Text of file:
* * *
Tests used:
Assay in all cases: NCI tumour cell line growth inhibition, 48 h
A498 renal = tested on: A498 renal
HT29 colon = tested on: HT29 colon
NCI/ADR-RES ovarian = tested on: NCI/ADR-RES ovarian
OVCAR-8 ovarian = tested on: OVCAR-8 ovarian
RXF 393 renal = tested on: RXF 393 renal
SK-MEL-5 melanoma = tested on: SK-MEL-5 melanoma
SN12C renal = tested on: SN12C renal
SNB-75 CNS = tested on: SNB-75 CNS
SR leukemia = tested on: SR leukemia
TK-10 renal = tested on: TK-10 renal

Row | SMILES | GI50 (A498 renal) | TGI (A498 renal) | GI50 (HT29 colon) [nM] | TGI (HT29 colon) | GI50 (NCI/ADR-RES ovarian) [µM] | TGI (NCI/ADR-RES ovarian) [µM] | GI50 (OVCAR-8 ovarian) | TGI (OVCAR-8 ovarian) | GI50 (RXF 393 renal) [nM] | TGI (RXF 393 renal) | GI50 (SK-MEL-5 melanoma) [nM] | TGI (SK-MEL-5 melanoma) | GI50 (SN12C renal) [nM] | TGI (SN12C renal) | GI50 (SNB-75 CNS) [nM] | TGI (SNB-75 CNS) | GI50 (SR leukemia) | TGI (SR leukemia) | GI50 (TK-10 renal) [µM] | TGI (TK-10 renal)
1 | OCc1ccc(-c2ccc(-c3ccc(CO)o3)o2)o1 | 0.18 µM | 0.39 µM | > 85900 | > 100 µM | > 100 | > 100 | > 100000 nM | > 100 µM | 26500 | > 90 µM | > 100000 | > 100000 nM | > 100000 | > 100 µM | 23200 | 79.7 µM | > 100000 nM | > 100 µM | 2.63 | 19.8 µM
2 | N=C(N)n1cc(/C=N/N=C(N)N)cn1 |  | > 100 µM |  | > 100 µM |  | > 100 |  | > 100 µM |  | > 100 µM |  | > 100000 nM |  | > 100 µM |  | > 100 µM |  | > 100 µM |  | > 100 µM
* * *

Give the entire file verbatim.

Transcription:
Tests used:
Assay in all cases: NCI tumour cell line growth inhibition, 48 h
A498 renal = tested on: A498 renal
HT29 colon = tested on: HT29 colon
NCI/ADR-RES ovarian = tested on: NCI/ADR-RES ovarian
OVCAR-8 ovarian = tested on: OVCAR-8 ovarian
RXF 393 renal = tested on: RXF 393 renal
SK-MEL-5 melanoma = tested on: SK-MEL-5 melanoma
SN12C renal = tested on: SN12C renal
SNB-75 CNS = tested on: SNB-75 CNS
SR leukemia = tested on: SR leukemia
TK-10 renal = tested on: TK-10 renal

Row | SMILES | GI50 (A498 renal) | TGI (A498 renal) | GI50 (HT29 colon) [nM] | TGI (HT29 colon) | GI50 (NCI/ADR-RES ovarian) [µM] | TGI (NCI/ADR-RES ovarian) [µM] | GI50 (OVCAR-8 ovarian) | TGI (OVCAR-8 ovarian) | GI50 (RXF 393 renal) [nM] | TGI (RXF 393 renal) | GI50 (SK-MEL-5 melanoma) [nM] | TGI (SK-MEL-5 melanoma) | GI50 (SN12C renal) [nM] | TGI (SN12C renal) | GI50 (SNB-75 CNS) [nM] | TGI (SNB-75 CNS) | GI50 (SR leukemia) | TGI (SR leukemia) | GI50 (TK-10 renal) [µM] | TGI (TK-10 renal)
1 | OCc1ccc(-c2ccc(-c3ccc(CO)o3)o2)o1 | 0.18 µM | 0.39 µM | > 85900 | > 100 µM | > 100 | > 100 | > 100000 nM | > 100 µM | 26500 | > 90 µM | > 100000 | > 100000 nM | > 100000 | > 100 µM | 23200 | 79.7 µM | > 100000 nM | > 100 µM | 2.63 | 19.8 µM
2 | N=C(N)n1cc(/C=N/N=C(N)N)cn1 |  | > 100 µM |  | > 100 µM |  | > 100 |  | > 100 µM |  | > 100 µM |  | > 100000 nM |  | > 100 µM |  | > 100 µM |  | > 100 µM |  | > 100 µM